Effective altruism, long-termism, and politics in OpenAI

November 24, 2023


Recent events at OpenAI have highlighted the ideologies of “effective altruism” and its offshoot, “long-termism.”

But what do these ‘philosophies’ even mean? And how are they affecting AI politics and governance?

OpenAI was initially founded as a non-profit. Then, in 2019, it became a “capped” for-profit, defined as a “partnership between our original Nonprofit and a new capped profit arm.”

Once the company knew what it was sitting on, it wasn’t going to keep away from investors and profitmaking forever, after all.

Since 2019, the role of effective altruism, which underpinned OpenAI’s mission, has faded away.

What is effective altruism?

Effective altruism is a modern philosophy founded not long ago by Oxford University academics like William MacAskill and Toby Ord. 

In a nutshell, it seeks to maximize positive impacts on the planet in a general sense, defined as “using evidence and reason to figure out how to benefit others as much as possible, and taking action on that basis.”

Its subset, long-termism, focuses on reducing existential risks to ensure the well-being of future generations. This was born from criticisms of short-term, cyclical governments. It argues that current governance doesn’t accommodate the type of systematic, consistent action we need to support our planet. 

OpenAI, founded with lofty goals of developing AI for humanity’s benefit, resonated with these principles. 

However, the company’s commercial expansion and the support for investment, such as the $1 billion from Microsoft, created a conflict between these altruistic goals and practical business needs.

Altruistic ideology at OpenAI

This clash of ideologies reached a breaking point inside OpenAI

On one side is the Silicon Valley brand of techno-capitalism, championing disruptive ideas with massive venture capital. 

On the other is the slower and more cautious approach that has become the de-facto stance among AI tech bosses. What else can they say in the face of national and international pressure to carefully moderate their products?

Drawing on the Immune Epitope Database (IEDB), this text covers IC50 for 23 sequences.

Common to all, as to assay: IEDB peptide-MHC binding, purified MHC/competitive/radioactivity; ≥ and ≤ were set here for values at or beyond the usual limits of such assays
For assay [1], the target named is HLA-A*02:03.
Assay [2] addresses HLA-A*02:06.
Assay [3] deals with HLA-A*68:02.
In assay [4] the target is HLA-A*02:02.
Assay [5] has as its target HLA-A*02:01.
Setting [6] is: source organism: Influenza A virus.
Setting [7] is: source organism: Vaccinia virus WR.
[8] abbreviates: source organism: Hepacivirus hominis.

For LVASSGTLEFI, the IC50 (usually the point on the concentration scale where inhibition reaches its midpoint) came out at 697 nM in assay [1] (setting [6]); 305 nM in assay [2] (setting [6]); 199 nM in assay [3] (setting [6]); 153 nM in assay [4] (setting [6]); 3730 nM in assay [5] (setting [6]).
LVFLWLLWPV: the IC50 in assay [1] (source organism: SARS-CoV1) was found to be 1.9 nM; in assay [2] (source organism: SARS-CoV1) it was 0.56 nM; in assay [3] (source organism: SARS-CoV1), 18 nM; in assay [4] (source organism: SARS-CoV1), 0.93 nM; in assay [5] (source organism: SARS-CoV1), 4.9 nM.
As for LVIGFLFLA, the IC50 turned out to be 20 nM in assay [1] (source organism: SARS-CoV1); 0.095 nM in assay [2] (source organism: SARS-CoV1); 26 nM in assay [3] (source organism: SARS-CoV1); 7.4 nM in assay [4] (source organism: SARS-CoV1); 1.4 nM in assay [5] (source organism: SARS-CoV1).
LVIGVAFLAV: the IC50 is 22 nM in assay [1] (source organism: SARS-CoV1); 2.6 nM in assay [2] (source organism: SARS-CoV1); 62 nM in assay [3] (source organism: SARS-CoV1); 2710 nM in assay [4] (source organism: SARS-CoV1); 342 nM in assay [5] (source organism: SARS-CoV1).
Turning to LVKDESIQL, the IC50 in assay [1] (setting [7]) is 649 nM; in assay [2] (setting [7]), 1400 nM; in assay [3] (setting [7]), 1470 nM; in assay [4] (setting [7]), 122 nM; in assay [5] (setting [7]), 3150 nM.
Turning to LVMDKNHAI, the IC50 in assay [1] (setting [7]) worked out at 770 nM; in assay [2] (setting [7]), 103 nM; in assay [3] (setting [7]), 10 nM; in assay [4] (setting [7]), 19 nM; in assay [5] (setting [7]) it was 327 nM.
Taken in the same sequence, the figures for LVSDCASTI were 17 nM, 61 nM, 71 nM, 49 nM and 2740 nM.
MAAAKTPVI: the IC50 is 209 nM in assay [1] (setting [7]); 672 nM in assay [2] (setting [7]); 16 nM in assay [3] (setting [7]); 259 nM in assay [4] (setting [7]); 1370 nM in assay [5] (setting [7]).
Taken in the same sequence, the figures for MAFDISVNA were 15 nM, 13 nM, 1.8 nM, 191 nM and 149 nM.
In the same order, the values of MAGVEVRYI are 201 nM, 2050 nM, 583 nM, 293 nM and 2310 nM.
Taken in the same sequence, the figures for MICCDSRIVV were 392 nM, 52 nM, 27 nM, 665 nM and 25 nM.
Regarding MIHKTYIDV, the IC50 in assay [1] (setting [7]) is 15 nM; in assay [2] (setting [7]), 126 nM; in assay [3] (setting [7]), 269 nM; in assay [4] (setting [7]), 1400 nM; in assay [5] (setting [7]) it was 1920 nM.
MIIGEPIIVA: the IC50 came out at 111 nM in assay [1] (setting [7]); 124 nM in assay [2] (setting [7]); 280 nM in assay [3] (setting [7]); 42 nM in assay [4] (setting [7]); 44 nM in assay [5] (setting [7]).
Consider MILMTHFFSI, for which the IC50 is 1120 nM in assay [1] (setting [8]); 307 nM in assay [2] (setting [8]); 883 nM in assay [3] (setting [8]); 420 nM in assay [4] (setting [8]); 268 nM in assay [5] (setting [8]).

For AI to progress, it has to appease those who are scared of it. While there is considerable debate about whether AI truly is dangerous, the point remains that many people are worried.

This dichotomy was epitomized in Altman, who, while pushing OpenAI towards being a tech powerhouse, also warned of the existential threats posed by advanced AI. Again, what choice did he have? 

To reassure, Altman highlighted how OpenAI’s structure protected the company from treading riskier paths, but his reinstatement as CEO puts pay to that. Altman was reinstated by force, regardless of whether you consider it a hearty act of solidarity or not. 

“On paper, the board had the power, that’s how Sam Altman presented it,” says Toby Ord, one of the founders of effective altruism and a member of the Center for the Governance of AI (CAIS).

He continued, “Instead, a very large amount of power seems to reside with Altman personally, and the employees and Microsoft.” 

Board dynamics and challenges

The dismissal of Altman by board members, some of whom were connected to the effective altruism movement, threatens OpenAI’s ability to continue marketing itself as a novel company focused on humanitarian benefits. 

Board members alleged that Altman was not being “candid in his communications,” but most believe he wasn’t taking safety seriously. 

OpenAI’s new board, while bound by the same rules as the old one for now, will not put up the same resistance to Altman.

The resolution of this crisis, with Altman’s return and board reshuffle, leaves unanswered questions about the future direction of the company and its founding principles. OpenAI has been unleashed – Altman will not be removed until he is finished.

However, it will be tough for OpenAI to accelerate with riskier AI developments purely because of this board reshuffle. If OpenAI is too bullish, they might expedite action against them. They’re under close inspection by organizations like the FTC already

How can companies harmonize long-term altruistic philosophies with the realities of technological and commercial progress?

Are the two compatible? Were they ever compatible? 

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Sam Jeans

Sam is a science and technology writer who has worked in various AI startups. When he’s not writing, he can be found reading medical journals or digging through boxes of vinyl records.


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